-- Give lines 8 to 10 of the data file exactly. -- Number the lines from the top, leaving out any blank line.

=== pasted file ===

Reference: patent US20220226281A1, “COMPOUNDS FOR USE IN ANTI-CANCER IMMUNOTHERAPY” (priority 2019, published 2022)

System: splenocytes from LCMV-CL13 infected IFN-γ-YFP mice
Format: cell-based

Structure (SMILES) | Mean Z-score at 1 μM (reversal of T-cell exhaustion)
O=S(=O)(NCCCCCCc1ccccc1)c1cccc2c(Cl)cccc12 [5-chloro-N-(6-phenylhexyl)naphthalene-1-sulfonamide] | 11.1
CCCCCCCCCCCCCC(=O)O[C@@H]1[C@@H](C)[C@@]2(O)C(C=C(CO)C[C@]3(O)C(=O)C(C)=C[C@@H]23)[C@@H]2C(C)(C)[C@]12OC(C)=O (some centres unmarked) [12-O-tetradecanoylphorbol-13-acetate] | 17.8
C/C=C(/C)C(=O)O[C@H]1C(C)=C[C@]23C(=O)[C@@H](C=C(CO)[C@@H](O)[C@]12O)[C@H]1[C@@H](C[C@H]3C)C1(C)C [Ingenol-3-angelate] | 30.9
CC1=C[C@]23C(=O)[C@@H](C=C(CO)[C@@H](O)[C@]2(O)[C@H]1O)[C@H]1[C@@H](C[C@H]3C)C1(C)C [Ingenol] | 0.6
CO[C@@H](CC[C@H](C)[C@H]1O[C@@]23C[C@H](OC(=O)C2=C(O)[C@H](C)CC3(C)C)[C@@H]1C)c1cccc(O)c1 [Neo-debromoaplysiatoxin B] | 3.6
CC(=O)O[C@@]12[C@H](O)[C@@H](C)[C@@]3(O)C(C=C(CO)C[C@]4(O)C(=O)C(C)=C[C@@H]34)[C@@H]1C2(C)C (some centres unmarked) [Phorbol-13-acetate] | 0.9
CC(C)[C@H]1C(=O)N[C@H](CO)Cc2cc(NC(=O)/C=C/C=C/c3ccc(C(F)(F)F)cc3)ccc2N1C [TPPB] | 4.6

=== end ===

CC1=C[C@]23C(=O)[C@@H](C=C(CO)[C@@H](O)[C@]2(O)[C@H]1O)[C@H]1[C@@H](C[C@H]3C)C1(C)C [Ingenol] | 0.6
CO[C@@H](CC[C@H](C)[C@H]1O[C@@]23C[C@H](OC(=O)C2=C(O)[C@H](C)CC3(C)C)[C@@H]1C)c1cccc(O)c1 [Neo-debromoaplysiatoxin B] | 3.6
CC(=O)O[C@@]12[C@H](O)[C@@H](C)[C@@]3(O)C(C=C(CO)C[C@]4(O)C(=O)C(C)=C[C@@H]34)[C@@H]1C2(C)C (some centres unmarked) [Phorbol-13-acetate] | 0.9